Peep and Ducky Rainy Day
“Continuity for parents, pleasure for kids, totally satisfies . . .”
There is something endearing about the words and phrases used here. They are not sophomoric, they are not cloying, they are spoken words on paper, meant to allow that special bond that happens when a parent reads to their child.
The continuing themes of the series are all here too, the friendship between Peep and Ducky—often at odds and always resolved—as well as the inter-cultural message that different—but the same—species can find commonality. Reassurance is present on every page that friendship can thrill, please, conflict and endure—always with the reminder that children can be so “Lucky, lucky, lucky.”
There is a quirk in the text of the book which many will fail to notice. Usually, the author’s cadence seems to follow strict rhythm rules, with rhyming to match word and pace. For example:
Peep falls down,
Right on Ducky.
They bonk heads.
Not so lucky.
And yet, the rhythm breaks when the author clearly wants to introduce and then resolve a conflict the two characters are having. And as a hint that not all is right (because young children will notice a subtle change in reader’s tone when also the rhyme doesn’t quite work).
I’m the captain,” says Peep
But Ducky says, “Me!”
And they shout and shout,
“No, me!” “No, me!”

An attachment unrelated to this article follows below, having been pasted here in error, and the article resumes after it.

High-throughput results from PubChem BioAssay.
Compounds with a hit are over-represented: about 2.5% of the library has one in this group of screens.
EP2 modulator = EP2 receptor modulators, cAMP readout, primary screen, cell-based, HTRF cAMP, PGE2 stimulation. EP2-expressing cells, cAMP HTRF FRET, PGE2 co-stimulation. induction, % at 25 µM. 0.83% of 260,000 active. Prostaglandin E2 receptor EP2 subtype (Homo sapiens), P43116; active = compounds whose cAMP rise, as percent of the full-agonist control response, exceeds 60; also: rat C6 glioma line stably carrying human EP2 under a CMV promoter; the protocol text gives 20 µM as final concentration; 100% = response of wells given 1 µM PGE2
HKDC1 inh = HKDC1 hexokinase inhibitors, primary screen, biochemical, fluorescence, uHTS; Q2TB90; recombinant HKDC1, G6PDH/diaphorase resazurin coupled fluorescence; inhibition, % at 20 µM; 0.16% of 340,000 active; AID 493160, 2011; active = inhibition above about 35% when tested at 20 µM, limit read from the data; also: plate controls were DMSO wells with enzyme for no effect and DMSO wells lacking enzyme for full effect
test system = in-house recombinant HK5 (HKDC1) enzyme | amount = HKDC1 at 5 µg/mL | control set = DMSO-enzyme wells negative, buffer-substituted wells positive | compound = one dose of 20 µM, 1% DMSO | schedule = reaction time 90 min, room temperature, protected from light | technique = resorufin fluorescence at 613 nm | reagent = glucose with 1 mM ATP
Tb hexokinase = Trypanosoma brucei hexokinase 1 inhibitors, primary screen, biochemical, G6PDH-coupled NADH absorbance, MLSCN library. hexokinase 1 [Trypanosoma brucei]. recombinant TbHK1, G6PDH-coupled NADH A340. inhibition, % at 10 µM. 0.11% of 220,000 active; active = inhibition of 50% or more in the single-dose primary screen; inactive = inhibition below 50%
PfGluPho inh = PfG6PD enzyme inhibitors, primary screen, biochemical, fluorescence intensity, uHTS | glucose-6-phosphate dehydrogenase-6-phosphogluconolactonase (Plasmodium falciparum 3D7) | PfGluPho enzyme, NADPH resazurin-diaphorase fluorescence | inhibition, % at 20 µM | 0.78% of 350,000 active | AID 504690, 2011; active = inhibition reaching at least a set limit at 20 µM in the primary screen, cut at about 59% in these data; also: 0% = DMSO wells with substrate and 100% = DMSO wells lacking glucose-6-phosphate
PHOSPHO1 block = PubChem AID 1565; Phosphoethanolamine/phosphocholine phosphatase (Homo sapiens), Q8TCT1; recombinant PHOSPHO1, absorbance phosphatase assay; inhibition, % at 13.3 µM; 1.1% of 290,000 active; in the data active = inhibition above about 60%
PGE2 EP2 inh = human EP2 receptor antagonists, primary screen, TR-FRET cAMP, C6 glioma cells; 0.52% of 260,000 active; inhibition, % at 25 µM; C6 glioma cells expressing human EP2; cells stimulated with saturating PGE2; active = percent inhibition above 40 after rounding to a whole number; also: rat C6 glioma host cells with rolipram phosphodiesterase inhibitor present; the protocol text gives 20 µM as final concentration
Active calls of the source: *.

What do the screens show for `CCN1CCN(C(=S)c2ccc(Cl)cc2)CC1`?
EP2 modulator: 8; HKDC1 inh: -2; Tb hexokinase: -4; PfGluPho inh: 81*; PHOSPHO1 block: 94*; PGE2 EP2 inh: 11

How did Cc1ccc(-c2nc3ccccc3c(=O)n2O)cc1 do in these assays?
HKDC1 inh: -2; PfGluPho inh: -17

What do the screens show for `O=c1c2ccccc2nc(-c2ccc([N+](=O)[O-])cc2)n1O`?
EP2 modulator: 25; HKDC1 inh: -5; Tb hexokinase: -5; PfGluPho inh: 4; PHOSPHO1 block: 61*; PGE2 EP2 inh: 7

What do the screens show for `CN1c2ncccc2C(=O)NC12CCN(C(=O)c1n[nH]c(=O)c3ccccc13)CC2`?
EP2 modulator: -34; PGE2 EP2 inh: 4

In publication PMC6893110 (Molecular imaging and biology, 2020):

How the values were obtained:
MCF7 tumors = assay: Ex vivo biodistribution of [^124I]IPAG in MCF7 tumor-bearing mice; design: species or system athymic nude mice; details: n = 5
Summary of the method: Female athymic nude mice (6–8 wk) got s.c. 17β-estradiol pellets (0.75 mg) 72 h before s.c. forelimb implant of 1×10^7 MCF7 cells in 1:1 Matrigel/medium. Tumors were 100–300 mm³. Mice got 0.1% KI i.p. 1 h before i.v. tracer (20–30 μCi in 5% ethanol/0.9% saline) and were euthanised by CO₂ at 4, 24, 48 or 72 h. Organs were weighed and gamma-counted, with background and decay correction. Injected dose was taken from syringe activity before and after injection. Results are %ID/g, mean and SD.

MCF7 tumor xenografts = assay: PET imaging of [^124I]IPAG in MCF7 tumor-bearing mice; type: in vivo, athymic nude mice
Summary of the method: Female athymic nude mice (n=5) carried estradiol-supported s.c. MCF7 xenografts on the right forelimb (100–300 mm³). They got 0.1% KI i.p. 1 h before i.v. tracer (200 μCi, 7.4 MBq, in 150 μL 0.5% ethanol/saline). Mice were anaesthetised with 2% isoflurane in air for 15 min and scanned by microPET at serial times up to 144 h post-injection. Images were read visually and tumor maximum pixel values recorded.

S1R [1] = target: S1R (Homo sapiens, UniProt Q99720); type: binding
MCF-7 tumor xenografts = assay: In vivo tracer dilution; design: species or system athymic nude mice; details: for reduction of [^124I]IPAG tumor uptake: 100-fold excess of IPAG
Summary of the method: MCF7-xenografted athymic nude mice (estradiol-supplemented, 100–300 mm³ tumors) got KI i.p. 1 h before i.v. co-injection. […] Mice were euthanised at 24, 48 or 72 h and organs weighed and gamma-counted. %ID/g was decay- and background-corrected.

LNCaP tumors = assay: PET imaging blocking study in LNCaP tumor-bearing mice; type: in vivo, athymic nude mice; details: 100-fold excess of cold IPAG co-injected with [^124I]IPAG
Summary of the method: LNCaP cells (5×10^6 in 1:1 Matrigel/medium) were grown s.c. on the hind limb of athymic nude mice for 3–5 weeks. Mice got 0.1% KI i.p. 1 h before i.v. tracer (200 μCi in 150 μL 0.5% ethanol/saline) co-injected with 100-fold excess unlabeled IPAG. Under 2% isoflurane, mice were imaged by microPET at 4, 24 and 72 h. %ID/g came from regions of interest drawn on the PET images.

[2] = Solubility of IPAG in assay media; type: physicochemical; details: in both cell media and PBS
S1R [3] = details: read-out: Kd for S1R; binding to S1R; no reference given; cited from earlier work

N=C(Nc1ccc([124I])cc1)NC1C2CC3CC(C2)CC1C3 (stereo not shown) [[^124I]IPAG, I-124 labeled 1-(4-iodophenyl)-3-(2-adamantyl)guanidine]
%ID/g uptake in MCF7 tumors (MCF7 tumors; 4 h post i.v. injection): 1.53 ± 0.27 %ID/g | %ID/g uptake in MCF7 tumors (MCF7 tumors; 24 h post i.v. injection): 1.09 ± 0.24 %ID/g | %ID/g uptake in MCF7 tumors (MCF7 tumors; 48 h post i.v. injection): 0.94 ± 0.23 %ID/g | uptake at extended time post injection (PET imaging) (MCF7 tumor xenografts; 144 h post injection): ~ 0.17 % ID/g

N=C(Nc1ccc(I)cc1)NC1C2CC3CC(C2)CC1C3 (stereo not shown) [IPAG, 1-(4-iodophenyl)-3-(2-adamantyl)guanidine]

Here we can see rhyming “me” is on the face of it clumsy . . . but it is there, awkward for the reader, to make the reader slow down or waver; very much like stage direction. What comes next is clearly meant to break the flow with no cadence and a throw-away rhyme to conclude:
“Me and you,” says Peep.
“Two captains,” says Ducky,
And that settles that.
Lucky, lucky, lucky.
One can be calmly content that the book, as well as the series, provides continuity for parents, pleasure for kids, totally satisfies the needs of the youngest reader or listener. That’s hard to do.
There is no gap, age or otherwise, in these stories by David Martin nor in the charming illustrations by David Walker. The pair use their talents in complimentary ways. For example, discussing the outcome of that pillow-fight gone too far, the author uses the word “bonk heads” not bang.
The accompanying illustration evokes sympathy and hurt, buy never anything to worry about. Again, that fine a balance is hard to achieve. Similarly, is there any sorrow at the end of the tale when Peep has to leave? Not on the page in words or image. Rather there is a yearning, a longing to see one another again, a realistic lesson without trauma. Nice job by the two collaborators.